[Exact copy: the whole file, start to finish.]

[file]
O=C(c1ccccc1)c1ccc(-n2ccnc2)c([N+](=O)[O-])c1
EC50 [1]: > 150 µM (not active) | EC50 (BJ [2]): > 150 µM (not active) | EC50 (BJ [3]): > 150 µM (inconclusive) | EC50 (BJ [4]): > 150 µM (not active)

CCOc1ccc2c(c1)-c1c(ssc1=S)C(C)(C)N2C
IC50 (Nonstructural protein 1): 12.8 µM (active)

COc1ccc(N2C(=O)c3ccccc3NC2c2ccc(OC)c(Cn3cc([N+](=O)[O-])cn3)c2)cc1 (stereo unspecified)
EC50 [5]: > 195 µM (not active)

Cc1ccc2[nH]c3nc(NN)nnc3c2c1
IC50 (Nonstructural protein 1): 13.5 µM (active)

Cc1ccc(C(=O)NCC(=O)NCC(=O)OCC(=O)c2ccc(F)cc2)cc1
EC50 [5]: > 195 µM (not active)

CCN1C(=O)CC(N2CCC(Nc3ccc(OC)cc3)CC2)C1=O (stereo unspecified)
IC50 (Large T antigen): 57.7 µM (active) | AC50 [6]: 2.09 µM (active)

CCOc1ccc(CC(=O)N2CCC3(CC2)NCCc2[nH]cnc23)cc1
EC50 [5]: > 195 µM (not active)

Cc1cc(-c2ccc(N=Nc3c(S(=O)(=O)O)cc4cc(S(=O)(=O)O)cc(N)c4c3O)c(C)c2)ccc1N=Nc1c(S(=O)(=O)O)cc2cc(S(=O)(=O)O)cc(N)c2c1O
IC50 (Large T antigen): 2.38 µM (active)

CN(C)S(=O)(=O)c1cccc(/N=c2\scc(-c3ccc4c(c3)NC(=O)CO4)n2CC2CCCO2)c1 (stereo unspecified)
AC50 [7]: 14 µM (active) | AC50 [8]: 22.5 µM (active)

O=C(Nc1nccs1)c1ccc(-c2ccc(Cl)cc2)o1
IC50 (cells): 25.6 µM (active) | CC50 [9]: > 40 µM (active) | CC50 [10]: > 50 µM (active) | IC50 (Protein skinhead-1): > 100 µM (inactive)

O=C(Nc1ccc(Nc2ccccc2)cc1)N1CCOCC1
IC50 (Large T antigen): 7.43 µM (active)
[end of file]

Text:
O=C(c1ccccc1)c1ccc(-n2ccnc2)c([N+](=O)[O-])c1
EC50 [1]: > 150 µM (not active) | EC50 (BJ [2]): > 150 µM (not active) | EC50 (BJ [3]): > 150 µM (inconclusive) | EC50 (BJ [4]): > 150 µM (not active)

CCOc1ccc2c(c1)-c1c(ssc1=S)C(C)(C)N2C
IC50 (Nonstructural protein 1): 12.8 µM (active)

COc1ccc(N2C(=O)c3ccccc3NC2c2ccc(OC)c(Cn3cc([N+](=O)[O-])cn3)c2)cc1 (stereo unspecified)
EC50 [5]: > 195 µM (not active)

Cc1ccc2[nH]c3nc(NN)nnc3c2c1
IC50 (Nonstructural protein 1): 13.5 µM (active)

Cc1ccc(C(=O)NCC(=O)NCC(=O)OCC(=O)c2ccc(F)cc2)cc1
EC50 [5]: > 195 µM (not active)

CCN1C(=O)CC(N2CCC(Nc3ccc(OC)cc3)CC2)C1=O (stereo unspecified)
IC50 (Large T antigen): 57.7 µM (active) | AC50 [6]: 2.09 µM (active)

CCOc1ccc(CC(=O)N2CCC3(CC2)NCCc2[nH]cnc23)cc1
EC50 [5]: > 195 µM (not active)

Cc1cc(-c2ccc(N=Nc3c(S(=O)(=O)O)cc4cc(S(=O)(=O)O)cc(N)c4c3O)c(C)c2)ccc1N=Nc1c(S(=O)(=O)O)cc2cc(S(=O)(=O)O)cc(N)c2c1O
IC50 (Large T antigen): 2.38 µM (active)

CN(C)S(=O)(=O)c1cccc(/N=c2\scc(-c3ccc4c(c3)NC(=O)CO4)n2CC2CCCO2)c1 (stereo unspecified)
AC50 [7]: 14 µM (active) | AC50 [8]: 22.5 µM (active)

O=C(Nc1nccs1)c1ccc(-c2ccc(Cl)cc2)o1
IC50 (cells): 25.6 µM (active) | CC50 [9]: > 40 µM (active) | CC50 [10]: > 50 µM (active) | IC50 (Protein skinhead-1): > 100 µM (inactive)

O=C(Nc1ccc(Nc2ccccc2)cc1)N1CCOCC1
IC50 (Large T antigen): 7.43 µM (active)